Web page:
There are days when I swear that I’m far too insecure to be a writer. I mean, if there was a World Cup for stressing out about things, I would beat all y’all the way Germany beat Brazil! I may not give off those vibes all the time, but believe me, they’re there. I think they’re there with all of us creative types. My particular anxiety lately has been over what type of a writer I am.

As far as I see it (as determined by observation of my peers, particularly in the Romance world), writers are either tigers or dolphins.

Dolphins swim in packs (well, pods, to be precise). They are swift and beautiful and daring. They leap out of the water and do fabulous tricks, sunlight glittering off of the trail of water droplets they leave behind them. They are social animals and enjoy talking to each other, making noise, and entertaining crowds. Dolphins are awesome.

Tigers are loners. They pad through the jungle on silent feet, going after the things they want intensely. They hunt alone, preferring to stay hidden in the underbrush. But when they move in for the kill, boy do they get what they’re after! Tigers are beautiful animals, colorful and glorious, but they are solitary, maybe a little temperamental, and passionate. They don’t play well with others.

I, Merry Farmer, am a tiger writer. I absolutely thrive doing things on my own. This is the main reason I chose to self-publish instead of going the traditional route. I prefer to write on my own, edit with the help of a very few trusted professionals, and market through my brilliantly talented publicist. I enjoy writers conferences, but they sap every last ounce of my energy. I am not the writer you will find staying out late at the bar every night of a conference and whooping it up with other writers.

The thing is, I have a lot of writer friends who are dolphins. They excel at networking. They have formed author co-ops and pitched in together to create multi-author blogs. They cross-promote each other with their whole hearts. I love following the Facebook conversations they have with each other and seeing how well they get along. It’s so awesome!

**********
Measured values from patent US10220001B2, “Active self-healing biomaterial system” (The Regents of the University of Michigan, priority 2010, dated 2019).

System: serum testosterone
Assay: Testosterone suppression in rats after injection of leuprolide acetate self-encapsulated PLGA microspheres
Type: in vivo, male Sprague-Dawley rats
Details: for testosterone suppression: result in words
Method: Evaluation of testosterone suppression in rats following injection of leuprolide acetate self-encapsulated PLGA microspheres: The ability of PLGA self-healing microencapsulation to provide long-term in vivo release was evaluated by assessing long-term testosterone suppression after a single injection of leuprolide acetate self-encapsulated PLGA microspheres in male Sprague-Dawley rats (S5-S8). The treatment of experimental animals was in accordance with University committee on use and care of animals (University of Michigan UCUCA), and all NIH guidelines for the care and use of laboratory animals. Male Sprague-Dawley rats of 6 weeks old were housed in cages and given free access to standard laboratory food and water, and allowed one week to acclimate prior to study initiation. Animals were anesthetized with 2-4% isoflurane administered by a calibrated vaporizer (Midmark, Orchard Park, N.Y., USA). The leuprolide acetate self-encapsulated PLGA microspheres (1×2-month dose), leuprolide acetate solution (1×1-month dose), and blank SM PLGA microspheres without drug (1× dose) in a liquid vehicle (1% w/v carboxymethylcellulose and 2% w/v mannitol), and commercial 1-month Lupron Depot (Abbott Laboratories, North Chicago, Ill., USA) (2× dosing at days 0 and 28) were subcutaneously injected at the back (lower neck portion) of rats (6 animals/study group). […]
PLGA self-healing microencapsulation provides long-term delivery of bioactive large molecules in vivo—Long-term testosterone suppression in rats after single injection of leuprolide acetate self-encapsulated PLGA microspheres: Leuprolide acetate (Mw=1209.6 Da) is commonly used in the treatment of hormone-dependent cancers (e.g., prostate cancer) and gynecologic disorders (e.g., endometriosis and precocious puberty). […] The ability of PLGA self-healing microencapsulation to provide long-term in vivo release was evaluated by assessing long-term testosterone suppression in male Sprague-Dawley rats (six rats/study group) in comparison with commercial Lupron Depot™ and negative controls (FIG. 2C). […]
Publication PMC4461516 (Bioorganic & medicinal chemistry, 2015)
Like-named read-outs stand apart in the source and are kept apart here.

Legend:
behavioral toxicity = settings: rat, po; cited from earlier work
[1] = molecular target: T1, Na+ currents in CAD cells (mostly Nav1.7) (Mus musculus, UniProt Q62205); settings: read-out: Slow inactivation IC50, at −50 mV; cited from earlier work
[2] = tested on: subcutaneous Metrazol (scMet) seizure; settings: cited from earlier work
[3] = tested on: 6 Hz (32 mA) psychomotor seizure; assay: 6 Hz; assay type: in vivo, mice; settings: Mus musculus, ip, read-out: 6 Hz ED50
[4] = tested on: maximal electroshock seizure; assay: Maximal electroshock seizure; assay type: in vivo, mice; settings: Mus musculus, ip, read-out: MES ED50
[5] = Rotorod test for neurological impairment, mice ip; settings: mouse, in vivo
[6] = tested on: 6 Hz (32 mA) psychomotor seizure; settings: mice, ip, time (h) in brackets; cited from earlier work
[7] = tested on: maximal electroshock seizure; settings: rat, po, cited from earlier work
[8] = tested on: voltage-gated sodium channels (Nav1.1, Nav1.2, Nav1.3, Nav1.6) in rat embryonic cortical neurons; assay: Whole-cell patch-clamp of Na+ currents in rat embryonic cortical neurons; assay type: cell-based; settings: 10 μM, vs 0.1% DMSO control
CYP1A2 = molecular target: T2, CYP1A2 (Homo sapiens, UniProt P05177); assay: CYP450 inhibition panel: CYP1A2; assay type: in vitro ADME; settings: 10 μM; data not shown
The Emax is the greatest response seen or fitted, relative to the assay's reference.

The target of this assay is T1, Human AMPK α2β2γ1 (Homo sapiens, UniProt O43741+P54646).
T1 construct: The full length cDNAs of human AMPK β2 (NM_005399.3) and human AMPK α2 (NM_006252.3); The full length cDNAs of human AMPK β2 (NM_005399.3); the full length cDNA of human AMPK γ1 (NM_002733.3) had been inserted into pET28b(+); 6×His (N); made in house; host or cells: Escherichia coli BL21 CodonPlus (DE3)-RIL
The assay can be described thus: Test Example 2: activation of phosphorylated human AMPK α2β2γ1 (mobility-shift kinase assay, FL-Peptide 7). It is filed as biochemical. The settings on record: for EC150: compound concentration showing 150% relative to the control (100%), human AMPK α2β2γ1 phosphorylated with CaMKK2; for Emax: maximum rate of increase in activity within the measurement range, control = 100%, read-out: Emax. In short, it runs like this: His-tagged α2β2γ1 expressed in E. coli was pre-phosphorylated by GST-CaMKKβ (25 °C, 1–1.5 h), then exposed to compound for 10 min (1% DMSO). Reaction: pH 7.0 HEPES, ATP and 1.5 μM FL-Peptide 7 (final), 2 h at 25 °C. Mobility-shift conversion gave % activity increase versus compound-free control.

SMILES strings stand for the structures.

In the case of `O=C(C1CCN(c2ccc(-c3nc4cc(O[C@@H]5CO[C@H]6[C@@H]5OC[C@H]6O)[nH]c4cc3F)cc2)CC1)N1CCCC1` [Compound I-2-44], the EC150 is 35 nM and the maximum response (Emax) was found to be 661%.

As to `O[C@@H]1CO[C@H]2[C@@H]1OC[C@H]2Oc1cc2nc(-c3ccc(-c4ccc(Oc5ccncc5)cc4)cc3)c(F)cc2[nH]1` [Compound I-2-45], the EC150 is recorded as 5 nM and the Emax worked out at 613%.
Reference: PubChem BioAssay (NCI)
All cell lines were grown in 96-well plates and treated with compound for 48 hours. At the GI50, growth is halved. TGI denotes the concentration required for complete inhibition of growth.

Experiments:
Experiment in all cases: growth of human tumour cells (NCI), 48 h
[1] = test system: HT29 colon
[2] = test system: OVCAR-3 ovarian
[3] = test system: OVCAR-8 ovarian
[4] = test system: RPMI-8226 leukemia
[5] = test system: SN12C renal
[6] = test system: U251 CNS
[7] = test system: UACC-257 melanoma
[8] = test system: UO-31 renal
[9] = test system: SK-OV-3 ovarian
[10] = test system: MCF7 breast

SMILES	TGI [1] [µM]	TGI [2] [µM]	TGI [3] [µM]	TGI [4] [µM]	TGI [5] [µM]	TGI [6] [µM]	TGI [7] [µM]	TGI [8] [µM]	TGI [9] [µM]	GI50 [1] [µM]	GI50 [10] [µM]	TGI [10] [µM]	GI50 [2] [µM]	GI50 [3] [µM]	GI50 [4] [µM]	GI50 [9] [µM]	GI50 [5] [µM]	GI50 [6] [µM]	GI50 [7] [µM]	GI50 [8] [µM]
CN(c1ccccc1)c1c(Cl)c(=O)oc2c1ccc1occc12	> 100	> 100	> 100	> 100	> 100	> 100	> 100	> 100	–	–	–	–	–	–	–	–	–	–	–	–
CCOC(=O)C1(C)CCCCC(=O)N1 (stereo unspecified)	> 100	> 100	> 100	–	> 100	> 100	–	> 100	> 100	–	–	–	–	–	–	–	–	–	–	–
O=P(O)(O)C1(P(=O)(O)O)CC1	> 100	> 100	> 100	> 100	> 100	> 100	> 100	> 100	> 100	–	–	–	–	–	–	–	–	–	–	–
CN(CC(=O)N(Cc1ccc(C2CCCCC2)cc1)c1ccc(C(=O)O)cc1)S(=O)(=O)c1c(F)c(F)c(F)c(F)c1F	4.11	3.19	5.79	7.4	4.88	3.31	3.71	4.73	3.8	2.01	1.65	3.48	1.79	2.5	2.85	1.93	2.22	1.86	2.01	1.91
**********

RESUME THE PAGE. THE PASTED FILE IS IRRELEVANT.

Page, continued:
I am completely incapable of having that kind of professional relationship with that many people. I am extraordinary wistful about the awesome bonds they have created. I totally want that…and I totally don’t.

Ah, the life of the contradictory artist! My big, stripy, tiger writer heart sighs with envy while at the same time being grateful I don’t have to expend that sort of energy being social. Where I start to stress out about the whole thing, though, is when I stop to wonder if the dolphins have the right idea.

© Lukyslukys | Dreamstime.com

© Lukyslukys | Dreamstime.com

Writer co-ops and author conglomerates are very in right now. With all the uncertainty in the publishing world, it can be comforting to band together with a group of like-minded peers. I have seen these groups accomplish some really snazzy stuff. They are able to position each other in strategic ways that solitary writers don’t have. I am a great admirer of the writer peer group.

So does this mean that writers should all join together in groups? Does it mean that we won’t find success unless we are dolphins?